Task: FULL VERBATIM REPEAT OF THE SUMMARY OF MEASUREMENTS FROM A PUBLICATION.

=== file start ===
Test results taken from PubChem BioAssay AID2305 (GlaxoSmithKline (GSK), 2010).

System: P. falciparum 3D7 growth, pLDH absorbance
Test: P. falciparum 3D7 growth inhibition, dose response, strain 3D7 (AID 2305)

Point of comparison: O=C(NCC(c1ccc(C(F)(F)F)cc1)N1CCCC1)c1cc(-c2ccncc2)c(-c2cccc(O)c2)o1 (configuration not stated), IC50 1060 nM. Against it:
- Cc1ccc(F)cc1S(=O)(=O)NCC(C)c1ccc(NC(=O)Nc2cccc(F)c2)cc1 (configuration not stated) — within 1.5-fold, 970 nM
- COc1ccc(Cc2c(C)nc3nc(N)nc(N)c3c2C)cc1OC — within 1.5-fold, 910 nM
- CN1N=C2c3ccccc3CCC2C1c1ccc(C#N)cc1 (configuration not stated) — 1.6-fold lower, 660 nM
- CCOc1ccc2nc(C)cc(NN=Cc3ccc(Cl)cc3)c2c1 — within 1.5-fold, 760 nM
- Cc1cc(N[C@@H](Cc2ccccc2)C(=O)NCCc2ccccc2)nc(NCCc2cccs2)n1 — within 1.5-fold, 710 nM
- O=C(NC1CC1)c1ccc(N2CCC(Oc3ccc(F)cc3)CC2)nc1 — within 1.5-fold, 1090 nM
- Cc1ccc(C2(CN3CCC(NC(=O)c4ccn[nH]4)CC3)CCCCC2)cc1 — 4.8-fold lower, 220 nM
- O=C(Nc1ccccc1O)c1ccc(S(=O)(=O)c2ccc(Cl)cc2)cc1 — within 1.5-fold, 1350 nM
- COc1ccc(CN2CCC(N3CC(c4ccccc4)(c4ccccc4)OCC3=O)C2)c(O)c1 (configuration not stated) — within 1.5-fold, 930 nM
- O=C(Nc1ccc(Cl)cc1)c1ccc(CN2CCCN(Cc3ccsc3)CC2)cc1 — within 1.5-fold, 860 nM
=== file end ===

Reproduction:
Test results taken from PubChem BioAssay AID2305 (GlaxoSmithKline (GSK), 2010).

System: P. falciparum 3D7 growth, pLDH absorbance
Test: P. falciparum 3D7 growth inhibition, dose response, strain 3D7 (AID 2305)

Point of comparison: O=C(NCC(c1ccc(C(F)(F)F)cc1)N1CCCC1)c1cc(-c2ccncc2)c(-c2cccc(O)c2)o1 (configuration not stated), IC50 1060 nM. Against it:
- Cc1ccc(F)cc1S(=O)(=O)NCC(C)c1ccc(NC(=O)Nc2cccc(F)c2)cc1 (configuration not stated) — within 1.5-fold, 970 nM
- COc1ccc(Cc2c(C)nc3nc(N)nc(N)c3c2C)cc1OC — within 1.5-fold, 910 nM
- CN1N=C2c3ccccc3CCC2C1c1ccc(C#N)cc1 (configuration not stated) — 1.6-fold lower, 660 nM
- CCOc1ccc2nc(C)cc(NN=Cc3ccc(Cl)cc3)c2c1 — within 1.5-fold, 760 nM
- Cc1cc(N[C@@H](Cc2ccccc2)C(=O)NCCc2ccccc2)nc(NCCc2cccs2)n1 — within 1.5-fold, 710 nM
- O=C(NC1CC1)c1ccc(N2CCC(Oc3ccc(F)cc3)CC2)nc1 — within 1.5-fold, 1090 nM
- Cc1ccc(C2(CN3CCC(NC(=O)c4ccn[nH]4)CC3)CCCCC2)cc1 — 4.8-fold lower, 220 nM
- O=C(Nc1ccccc1O)c1ccc(S(=O)(=O)c2ccc(Cl)cc2)cc1 — within 1.5-fold, 1350 nM
- COc1ccc(CN2CCC(N3CC(c4ccccc4)(c4ccccc4)OCC3=O)C2)c(O)c1 (configuration not stated) — within 1.5-fold, 930 nM
- O=C(Nc1ccc(Cl)cc1)c1ccc(CN2CCCN(Cc3ccsc3)CC2)cc1 — within 1.5-fold, 860 nM